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Two fossil discoveries from the East African Rift reveal new information about the evolution of primates, according to a study published online in Nature this week led by Ohio University scientists.
The team's findings document the oldest fossils of two major groups of primates: the group that today includes apes and humans (hominoids), and the group that includes Old World monkeys such as baboons and macaques (cercopithecoids).
Geological analyses of the study site indicate that the finds are 25 million years old, significantly older than fossils previously documented for either of the two groups.
Both primates are new to science, and were collected from a single fossil site in the Rukwa Rift Basin of Tanzania. Rukwapithecus fleaglei is an early hominoid represented by a mandible preserving several teeth. Nsungwepithecus gunnelli is an early cercopithecoid represented by a tooth and jaw fragment.
The primates lived during the Oligocene epoch, which lasted from 34 to 23 million years ago. For the first time, the study documents that the two lineages were already evolving separately during this geological period.
"The late Oligocene is among the least sampled intervals in primate evolutionary history, and the Rukwa field area provides a first glimpse of the animals that were alive at that time from Africa south of the equator," said Nancy Stevens, an associate professor of paleontology in Ohio University's Heritage College of Osteopathic Medicine who leads the paleontological team.
Documenting the early evolutionary history of these groups has been elusive, as there are few fossil-bearing deposits of the appropriate age, Stevens explained. Using an approach that dated multiple minerals contained within the rocks, team geologists could determine a precise age for the specimens.
"The rift setting provides an advantage in that it preserves datable materials together with these important primate fossils," said lead geologist Eric Roberts of James Cook University in Australia.
Prior to these finds, the oldest fossil representatives of the hominoid and cercopithecoid lineages were recorded from the early Miocene, at sites dating millions of years younger.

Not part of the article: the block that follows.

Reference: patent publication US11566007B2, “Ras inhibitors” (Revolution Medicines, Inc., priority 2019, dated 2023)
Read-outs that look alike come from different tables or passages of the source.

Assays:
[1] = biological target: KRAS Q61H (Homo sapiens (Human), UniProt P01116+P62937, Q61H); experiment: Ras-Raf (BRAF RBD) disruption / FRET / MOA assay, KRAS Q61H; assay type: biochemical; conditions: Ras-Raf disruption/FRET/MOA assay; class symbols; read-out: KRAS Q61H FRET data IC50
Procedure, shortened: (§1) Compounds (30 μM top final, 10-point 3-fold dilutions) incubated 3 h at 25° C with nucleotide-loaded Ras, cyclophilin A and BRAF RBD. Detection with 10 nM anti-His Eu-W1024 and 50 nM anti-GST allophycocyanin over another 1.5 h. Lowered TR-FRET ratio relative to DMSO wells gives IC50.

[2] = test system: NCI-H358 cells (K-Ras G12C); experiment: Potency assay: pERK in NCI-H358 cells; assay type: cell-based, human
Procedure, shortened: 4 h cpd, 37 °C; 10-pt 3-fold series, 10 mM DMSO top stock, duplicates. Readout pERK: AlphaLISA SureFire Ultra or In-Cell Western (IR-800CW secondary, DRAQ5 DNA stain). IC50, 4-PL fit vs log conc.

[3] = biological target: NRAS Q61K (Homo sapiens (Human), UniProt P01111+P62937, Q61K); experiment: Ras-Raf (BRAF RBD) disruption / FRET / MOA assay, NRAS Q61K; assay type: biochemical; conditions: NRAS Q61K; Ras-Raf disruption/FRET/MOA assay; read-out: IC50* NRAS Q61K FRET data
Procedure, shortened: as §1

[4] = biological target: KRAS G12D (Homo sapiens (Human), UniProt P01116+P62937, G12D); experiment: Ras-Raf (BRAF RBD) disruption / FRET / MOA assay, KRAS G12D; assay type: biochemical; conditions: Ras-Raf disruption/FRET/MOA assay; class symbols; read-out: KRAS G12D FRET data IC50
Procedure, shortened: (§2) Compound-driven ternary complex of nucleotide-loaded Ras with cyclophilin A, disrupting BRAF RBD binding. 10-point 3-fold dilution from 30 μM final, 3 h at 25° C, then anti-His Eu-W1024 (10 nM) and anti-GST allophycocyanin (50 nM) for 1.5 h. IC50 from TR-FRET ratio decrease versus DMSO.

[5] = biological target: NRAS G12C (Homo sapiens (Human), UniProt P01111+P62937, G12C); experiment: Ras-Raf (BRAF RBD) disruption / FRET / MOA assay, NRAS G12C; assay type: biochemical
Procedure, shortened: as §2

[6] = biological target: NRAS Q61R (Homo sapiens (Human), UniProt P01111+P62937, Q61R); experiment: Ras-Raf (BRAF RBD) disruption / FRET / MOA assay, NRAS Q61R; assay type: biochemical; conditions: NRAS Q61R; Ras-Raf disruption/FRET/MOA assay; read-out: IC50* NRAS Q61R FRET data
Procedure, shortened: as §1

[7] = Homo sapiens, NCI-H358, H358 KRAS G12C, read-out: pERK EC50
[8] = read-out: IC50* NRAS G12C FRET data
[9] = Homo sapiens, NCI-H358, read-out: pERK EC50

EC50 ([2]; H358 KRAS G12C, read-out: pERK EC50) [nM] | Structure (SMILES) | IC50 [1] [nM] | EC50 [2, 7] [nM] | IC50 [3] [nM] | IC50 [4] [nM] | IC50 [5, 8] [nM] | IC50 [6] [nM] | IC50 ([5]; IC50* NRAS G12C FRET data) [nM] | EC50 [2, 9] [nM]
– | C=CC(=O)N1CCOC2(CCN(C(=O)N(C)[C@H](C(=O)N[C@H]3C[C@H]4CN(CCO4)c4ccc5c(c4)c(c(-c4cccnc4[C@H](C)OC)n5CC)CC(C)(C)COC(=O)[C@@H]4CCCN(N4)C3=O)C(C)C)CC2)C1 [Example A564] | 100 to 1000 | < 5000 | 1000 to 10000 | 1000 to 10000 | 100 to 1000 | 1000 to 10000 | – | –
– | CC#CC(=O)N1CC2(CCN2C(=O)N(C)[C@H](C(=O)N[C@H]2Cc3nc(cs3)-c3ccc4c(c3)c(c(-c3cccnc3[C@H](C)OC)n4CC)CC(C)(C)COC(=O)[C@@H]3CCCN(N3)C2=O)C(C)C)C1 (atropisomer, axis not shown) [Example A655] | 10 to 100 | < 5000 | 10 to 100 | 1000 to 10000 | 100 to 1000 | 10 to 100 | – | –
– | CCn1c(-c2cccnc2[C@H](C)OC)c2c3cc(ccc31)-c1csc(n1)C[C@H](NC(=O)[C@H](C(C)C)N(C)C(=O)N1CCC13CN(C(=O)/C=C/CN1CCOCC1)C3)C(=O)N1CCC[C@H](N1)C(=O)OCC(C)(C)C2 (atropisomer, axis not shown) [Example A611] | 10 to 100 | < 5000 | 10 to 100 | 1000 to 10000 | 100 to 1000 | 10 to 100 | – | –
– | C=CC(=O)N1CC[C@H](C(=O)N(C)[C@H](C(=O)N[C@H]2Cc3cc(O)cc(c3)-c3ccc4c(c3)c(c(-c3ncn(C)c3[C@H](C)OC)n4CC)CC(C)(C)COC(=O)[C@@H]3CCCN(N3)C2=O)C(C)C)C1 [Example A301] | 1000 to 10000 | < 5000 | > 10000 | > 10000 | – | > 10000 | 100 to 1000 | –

The new discoveries are particularly important for helping to reconcile a long-standing disagreement between divergence time estimates derived from analyses of DNA sequences from living primates and those suggested by the primate fossil record, Stevens said. Studies of clock-like mutations in primate DNA have indicated that the split between apes and Old
World monkeys occurred between 30 million and 25 million years ago.
"Fossils from the Rukwa Rift Basin in southwestern Tanzania provide the first real test of the hypothesis that these groups diverged so early, by revealing a novel glimpse into this late Oligocene terrestrial ecosystem," Stevens said.
The new fossils are the first primate discoveries from this precise location within the Rukwa deposits, and two of only a handful of known primate species from the entire late Oligocene, globally.
The scientists scanned the specimens in the Ohio University's MicroCT scanner, allowing them to create detailed 3-dimensional reconstructions of the ancient specimens that were used for comparisons with other fossils.
"This is another great example that underscores how modern imaging and computational approaches allow us to address more refined questions about vertebrate evolutionary history," said Patrick O'Connor, co-author and professor of anatomy in Ohio University's Heritage College of Osteopathic Medicine.
In addition to the new primates, Rukwa field sites have produced several other fossil vertebrate and invertebrate species new to science. The late Oligocene interval is interesting because it provides a final snapshot of the unique species inhabiting Africa prior to large-scale faunal exchange with Eurasia that occurred later in the Cenozoic Era, Stevens said.
A key aspect of the Rukwa Rift Basin project is the interdisciplinary nature of the research team, with paleontologists and geologists working together to reconstruct vertebrate evolutionary history in the context of the developing East African Rift System.
"Since its inception this project has employed a multifaceted approach for addressing a series of large-scale biological and geological questions centered on the East African Rift System in Tanzania," O'Connor said.
The team's research, funded by the U.S. National Science Foundation, the Leakey Foundation and the National Geographic Society, underscores the integration of paleontological and geological approaches that are essential for addressing complex issues in vertebrate evolutionary history, the scientists noted.
Co-authors on the study are Patrick O'Connor, Cornelia Krause and Eric Gorscak of Ohio University, Erik Seiffert of SUNY Stony Brook University, Eric Roberts of James Cook University in Australia, Mark Schmitz of Boise State University, Sifa Ngasala of Michigan State University, Tobin Hieronymus of Northeast Ohio Medical University and Joseph Temu of the Tanzania Antiquities Unit.
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